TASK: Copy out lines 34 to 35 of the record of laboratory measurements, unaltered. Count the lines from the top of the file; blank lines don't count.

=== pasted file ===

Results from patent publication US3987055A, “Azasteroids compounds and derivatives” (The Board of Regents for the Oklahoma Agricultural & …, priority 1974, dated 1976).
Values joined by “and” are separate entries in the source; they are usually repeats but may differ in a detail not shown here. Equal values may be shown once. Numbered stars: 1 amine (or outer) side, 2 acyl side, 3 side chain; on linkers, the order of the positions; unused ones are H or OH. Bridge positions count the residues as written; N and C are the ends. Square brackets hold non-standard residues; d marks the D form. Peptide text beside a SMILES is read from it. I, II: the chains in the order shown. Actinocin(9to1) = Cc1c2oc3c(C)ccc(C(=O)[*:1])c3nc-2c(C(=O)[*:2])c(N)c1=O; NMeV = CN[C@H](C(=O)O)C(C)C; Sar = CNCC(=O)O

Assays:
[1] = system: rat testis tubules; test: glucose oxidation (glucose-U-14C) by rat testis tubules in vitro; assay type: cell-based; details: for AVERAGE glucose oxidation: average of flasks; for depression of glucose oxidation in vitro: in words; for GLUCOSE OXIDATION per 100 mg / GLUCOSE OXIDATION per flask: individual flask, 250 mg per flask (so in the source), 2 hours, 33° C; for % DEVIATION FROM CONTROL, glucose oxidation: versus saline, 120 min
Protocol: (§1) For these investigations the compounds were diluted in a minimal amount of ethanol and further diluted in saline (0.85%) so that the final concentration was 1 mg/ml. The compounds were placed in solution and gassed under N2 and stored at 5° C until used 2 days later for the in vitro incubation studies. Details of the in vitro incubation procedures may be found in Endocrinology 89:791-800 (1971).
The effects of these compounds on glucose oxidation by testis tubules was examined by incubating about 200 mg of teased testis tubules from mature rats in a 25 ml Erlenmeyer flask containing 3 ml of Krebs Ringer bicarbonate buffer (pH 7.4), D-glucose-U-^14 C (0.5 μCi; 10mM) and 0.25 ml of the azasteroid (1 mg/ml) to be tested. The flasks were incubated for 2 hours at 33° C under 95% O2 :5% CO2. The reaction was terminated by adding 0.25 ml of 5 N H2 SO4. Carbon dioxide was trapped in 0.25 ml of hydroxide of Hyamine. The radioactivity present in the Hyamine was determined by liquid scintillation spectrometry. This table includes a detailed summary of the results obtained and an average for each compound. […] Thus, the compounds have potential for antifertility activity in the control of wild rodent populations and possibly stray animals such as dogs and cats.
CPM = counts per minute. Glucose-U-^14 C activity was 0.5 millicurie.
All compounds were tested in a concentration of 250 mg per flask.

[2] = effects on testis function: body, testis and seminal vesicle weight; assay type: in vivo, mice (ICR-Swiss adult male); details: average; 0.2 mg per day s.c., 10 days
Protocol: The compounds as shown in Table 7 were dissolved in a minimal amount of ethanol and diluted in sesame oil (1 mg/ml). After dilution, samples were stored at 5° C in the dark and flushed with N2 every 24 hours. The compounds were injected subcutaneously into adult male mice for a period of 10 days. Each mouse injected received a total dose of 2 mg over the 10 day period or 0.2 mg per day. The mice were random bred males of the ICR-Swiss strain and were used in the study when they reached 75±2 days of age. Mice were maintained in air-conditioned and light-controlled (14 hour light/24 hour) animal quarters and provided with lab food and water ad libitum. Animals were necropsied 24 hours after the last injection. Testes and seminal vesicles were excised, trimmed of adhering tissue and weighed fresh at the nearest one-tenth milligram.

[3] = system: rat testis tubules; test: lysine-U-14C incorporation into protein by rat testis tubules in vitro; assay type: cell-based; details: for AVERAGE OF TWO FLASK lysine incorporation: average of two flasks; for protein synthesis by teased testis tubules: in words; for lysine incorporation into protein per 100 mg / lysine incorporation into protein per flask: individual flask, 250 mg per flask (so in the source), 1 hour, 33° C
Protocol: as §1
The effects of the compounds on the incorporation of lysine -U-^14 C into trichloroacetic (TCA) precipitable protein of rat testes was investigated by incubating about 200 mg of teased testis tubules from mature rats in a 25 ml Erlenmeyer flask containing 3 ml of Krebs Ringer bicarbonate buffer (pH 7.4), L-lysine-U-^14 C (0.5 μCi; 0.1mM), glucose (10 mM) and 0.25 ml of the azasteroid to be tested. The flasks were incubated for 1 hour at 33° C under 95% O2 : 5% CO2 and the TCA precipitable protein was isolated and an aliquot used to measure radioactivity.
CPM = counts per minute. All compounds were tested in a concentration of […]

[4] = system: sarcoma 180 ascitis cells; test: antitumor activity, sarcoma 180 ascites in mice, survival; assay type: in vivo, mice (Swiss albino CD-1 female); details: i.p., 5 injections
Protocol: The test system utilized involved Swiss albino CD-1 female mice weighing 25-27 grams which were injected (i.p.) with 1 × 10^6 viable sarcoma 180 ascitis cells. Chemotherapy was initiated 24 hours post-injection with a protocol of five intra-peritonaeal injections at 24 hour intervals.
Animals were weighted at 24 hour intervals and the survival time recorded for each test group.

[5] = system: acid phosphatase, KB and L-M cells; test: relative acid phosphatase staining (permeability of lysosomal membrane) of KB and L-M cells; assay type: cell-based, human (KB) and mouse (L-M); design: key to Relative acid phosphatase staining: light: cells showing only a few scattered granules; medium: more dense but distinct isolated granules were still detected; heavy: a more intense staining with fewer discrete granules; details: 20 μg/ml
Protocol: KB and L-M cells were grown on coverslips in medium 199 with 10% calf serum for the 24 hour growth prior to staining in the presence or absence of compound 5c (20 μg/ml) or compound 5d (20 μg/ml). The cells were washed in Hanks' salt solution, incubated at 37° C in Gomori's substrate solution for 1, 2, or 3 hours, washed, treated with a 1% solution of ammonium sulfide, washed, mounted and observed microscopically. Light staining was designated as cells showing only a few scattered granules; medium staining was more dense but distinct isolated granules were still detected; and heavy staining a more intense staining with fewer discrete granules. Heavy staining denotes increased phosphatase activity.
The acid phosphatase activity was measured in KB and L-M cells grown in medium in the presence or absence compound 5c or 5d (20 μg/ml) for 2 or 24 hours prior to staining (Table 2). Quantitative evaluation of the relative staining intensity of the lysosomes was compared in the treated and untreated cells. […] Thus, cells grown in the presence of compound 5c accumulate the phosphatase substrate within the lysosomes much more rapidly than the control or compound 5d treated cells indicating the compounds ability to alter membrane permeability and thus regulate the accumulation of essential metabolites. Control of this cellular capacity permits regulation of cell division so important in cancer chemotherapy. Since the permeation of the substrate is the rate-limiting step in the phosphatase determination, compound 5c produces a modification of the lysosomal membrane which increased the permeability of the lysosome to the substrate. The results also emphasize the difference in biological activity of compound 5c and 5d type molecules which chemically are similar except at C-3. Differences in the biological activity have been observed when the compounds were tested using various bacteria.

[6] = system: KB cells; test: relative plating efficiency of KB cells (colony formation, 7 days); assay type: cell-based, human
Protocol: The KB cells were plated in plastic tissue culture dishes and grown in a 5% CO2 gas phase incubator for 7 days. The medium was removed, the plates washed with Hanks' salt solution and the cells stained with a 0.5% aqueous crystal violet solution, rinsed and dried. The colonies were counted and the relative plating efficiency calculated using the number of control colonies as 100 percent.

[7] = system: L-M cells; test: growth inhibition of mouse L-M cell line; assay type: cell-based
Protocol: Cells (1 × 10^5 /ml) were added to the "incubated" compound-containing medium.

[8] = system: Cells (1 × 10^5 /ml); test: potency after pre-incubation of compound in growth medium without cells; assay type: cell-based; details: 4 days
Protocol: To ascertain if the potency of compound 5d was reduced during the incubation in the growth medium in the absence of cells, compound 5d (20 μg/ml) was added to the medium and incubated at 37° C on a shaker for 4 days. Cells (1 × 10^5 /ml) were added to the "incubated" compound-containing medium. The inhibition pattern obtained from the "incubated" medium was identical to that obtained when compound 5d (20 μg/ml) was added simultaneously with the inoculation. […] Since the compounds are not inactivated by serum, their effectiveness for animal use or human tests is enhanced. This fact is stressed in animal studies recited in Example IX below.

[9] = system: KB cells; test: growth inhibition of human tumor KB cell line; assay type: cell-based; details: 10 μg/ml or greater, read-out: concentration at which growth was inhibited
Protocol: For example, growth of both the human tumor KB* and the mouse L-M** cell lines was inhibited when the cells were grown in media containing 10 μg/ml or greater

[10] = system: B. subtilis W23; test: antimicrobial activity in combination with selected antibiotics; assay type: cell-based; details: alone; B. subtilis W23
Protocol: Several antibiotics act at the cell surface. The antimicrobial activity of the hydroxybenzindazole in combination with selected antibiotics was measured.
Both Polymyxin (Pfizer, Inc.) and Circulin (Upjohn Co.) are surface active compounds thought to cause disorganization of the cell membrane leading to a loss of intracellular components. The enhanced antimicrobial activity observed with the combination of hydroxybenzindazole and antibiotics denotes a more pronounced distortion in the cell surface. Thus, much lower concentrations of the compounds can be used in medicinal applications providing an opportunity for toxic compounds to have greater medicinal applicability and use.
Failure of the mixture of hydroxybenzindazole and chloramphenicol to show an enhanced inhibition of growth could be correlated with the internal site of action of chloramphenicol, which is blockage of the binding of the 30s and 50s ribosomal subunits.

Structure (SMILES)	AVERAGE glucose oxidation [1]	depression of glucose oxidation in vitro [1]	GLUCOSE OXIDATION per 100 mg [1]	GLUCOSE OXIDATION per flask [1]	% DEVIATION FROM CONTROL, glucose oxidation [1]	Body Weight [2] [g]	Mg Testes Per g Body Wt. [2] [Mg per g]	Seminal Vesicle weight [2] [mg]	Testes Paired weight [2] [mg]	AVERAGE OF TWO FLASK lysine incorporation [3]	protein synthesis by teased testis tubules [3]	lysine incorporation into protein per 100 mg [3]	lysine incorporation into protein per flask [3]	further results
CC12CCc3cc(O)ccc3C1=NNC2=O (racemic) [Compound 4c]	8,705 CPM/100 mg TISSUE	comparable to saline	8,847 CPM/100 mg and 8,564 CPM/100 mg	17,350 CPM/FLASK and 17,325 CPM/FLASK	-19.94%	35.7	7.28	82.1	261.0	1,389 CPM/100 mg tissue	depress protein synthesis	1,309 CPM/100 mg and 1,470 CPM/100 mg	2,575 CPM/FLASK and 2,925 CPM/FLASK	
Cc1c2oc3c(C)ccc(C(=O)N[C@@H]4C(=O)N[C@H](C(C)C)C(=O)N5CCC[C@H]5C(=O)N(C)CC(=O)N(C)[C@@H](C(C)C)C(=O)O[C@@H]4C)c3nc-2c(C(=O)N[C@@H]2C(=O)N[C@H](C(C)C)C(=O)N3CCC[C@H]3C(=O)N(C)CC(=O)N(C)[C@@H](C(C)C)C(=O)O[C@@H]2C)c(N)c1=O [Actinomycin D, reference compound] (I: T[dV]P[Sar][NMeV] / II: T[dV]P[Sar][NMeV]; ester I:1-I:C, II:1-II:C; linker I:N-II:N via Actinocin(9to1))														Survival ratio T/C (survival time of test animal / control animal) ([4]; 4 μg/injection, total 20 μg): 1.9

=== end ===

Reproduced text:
CC12CCc3cc(O)ccc3C1=NNC2=O (racemic) [Compound 4c]	8,705 CPM/100 mg TISSUE	comparable to saline	8,847 CPM/100 mg and 8,564 CPM/100 mg	17,350 CPM/FLASK and 17,325 CPM/FLASK	-19.94%	35.7	7.28	82.1	261.0	1,389 CPM/100 mg tissue	depress protein synthesis	1,309 CPM/100 mg and 1,470 CPM/100 mg	2,575 CPM/FLASK and 2,925 CPM/FLASK	
Cc1c2oc3c(C)ccc(C(=O)N[C@@H]4C(=O)N[C@H](C(C)C)C(=O)N5CCC[C@H]5C(=O)N(C)CC(=O)N(C)[C@@H](C(C)C)C(=O)O[C@@H]4C)c3nc-2c(C(=O)N[C@@H]2C(=O)N[C@H](C(C)C)C(=O)N3CCC[C@H]3C(=O)N(C)CC(=O)N(C)[C@@H](C(C)C)C(=O)O[C@@H]2C)c(N)c1=O [Actinomycin D, reference compound] (I: T[dV]P[Sar][NMeV] / II: T[dV]P[Sar][NMeV]; ester I:1-I:C, II:1-II:C; linker I:N-II:N via Actinocin(9to1))														Survival ratio T/C (survival time of test animal / control animal) ([4]; 4 μg/injection, total 20 μg): 1.9